Thursday, May 13, 2010


Victoria is the last female due with a cria on our farm this year.

Victoria has had 3 cria already. The first one we do not own, she was born before we purchased Victoria. That one is Contessa. She is a fading fawn color. Shelby is Victoria’s second cria. She was the first female born on our farm. Shelby now is at Elite Alpacas. Then last year, Victoria had a boy, Cavalier. He is also a fawn.

I’m sort of glad Victoria is the last one to talk about, because I can’t talk about her color genes without going into: dilution gene. I tried very hard to find an expert article on this, because I know I can’t adequately explain it. And to be honest, when I first heard about it, I thought it was the “experts” way of saying “if my 2 color theory doesn’t work out, then it’s a dilution gene.” Sort of like an excuse for any situation that doesn’t fit their model. For example, if you breed two black animals together, you should get black (bb x bb = bb every time). Except, there are times two black animals create a fawn (or another color). The experts say this is due to a dilution gene. If an animal has 1 dilution gene, it does nothing. But if you have 2 dilution genes, it will lighten the animal’s color. They call these animals “stealth black” meaning while they appear to be another color, they are really black. When bred to a black, who does not pass on a dilution gene, you will get a black cria (it would take 2 dilution genes, one from each parent, to lighten the color).

The first time we thought about Victoria having a dilution gene is when we read that maroons (Victoria is a reddish brown, often called maroon) are really diluted blacks. I have since read that other experts do not believe this to be true (and all they would have to do is show one time that was not the case to prove it’s not always true). But, in Victoria’s case, I do think she is diluted black (I have no idea if they all are).

As proof of this, her sire (father) is black. She had to have gotten a black gene from him. Her mother is a white, but she has produced black offspring, so her mother’s secondary color is black. Victoria’s parents would be: bb x Wb = bW, bb, bW, bb so Victoria should have been white or black. She is a maroon brown. Now if both parents have a dilution gene, and together they lightened her up just a bit, that would explain her color. She’s a lightened black.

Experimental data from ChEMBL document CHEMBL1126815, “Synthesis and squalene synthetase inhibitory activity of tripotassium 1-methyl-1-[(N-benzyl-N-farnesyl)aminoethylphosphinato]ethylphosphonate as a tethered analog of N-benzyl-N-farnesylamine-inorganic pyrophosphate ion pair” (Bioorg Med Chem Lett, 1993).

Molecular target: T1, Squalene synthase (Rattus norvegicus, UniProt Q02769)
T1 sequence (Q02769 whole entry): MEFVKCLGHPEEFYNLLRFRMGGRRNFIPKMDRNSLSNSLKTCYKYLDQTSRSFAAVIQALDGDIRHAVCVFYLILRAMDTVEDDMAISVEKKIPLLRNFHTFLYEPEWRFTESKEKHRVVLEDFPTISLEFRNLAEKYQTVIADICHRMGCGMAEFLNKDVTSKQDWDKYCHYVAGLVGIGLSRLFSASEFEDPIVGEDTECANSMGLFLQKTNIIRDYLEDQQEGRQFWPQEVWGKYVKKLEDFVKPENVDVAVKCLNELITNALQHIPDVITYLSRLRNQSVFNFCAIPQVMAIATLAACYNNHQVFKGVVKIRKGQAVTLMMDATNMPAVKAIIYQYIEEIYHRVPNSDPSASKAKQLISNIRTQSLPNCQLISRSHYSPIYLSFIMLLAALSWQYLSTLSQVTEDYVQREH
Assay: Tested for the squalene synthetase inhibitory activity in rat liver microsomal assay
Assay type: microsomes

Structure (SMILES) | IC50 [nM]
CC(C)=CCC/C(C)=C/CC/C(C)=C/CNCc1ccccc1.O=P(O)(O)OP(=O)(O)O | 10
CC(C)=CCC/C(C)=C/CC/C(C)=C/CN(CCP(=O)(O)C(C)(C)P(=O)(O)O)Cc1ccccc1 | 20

I mentioned before about two blacks producing a fawn, so why isn’t Victoria fawn? Well, what I’ve read says that the degree of the dilution has to do with how it works in the individual alpaca. Sometimes the dilution is only a shade lighter, sometimes it lightens all the way down to white, or anywhere in between.

If you look in Victoria’s family tree, you can find other times dilution genes are at work. I do think this is more then just an “excuse” explanation. But I admit, at first I was pretty skeptical of this whole idea.

For Victoria, this mean she is really a black, but because she is lightened, she has 2 dilution gene. Her color graphed would be “bb” but each time she will pass on a diluted black. This dilution gene will only affect the color of the cria if the sire also passes on a dilution gene. Shelby’s father is a fawn with a black secondary color, so this would be Fb x bb = Fb, Fb, bb, bb = either fawn (Fb) or black (bb). Shelby is brown just like her mother, so her sire had to have passed on a dilution gene too. If he did not pass on a dilution gene, if he just passed on black, she would have been black. We don’t know if Cavalier is diluted. He is fawn, and his father is fawn, so he likely got a fawn color gene from his father. Cavalier’s secondary color would be black, from his mother. This means if Cavalier is bred to a black female, they should produce black (unless they both have a dilution gene and pass it on). Cavalier *could* be diluted to fawn, but there is no way to tell that for sure (if he had a lot of cria on the ground, we might be able to, but right now there is no way to know).

Victoria is now bred to Tucker. Tucker is a tuxedo light silver grey. Tuxedo grey breeds differently than modern, at least many experts believe they does. For Tuxedo grey, their color combination is usually grey and black (Gb).

Victoria (bb) x Tucker (Gb) = bG, bb, gG, bb

So, we should get a grey (bG) or black (bb) out of this breeding (50% chance of either one). I believe the grey would also mean a tuxedo grey. Except, of course, if Tucker has a dilution gene, in which case a lighter color could result. That could mean a brown, or a rose grey.

Recently I read that animals from Peru are more likely to have a dilution gene. This fits with the fact that Peru bred for light animals (white mostly). Even if they had no idea about the dilution gene, they would breed the light animals, including diluted ones, more and more to keep getting the lighter diluted colors. But, the interesting thing about this, is that Victoria is 100% Chilean. Makes one wonder.

For Victoria’s cria, we have decided to name them after cars. We have a Shelby mustang, and The Cavalier (for our stud-ly but pretty boy). There are tons of names ideas for this family tree theme.

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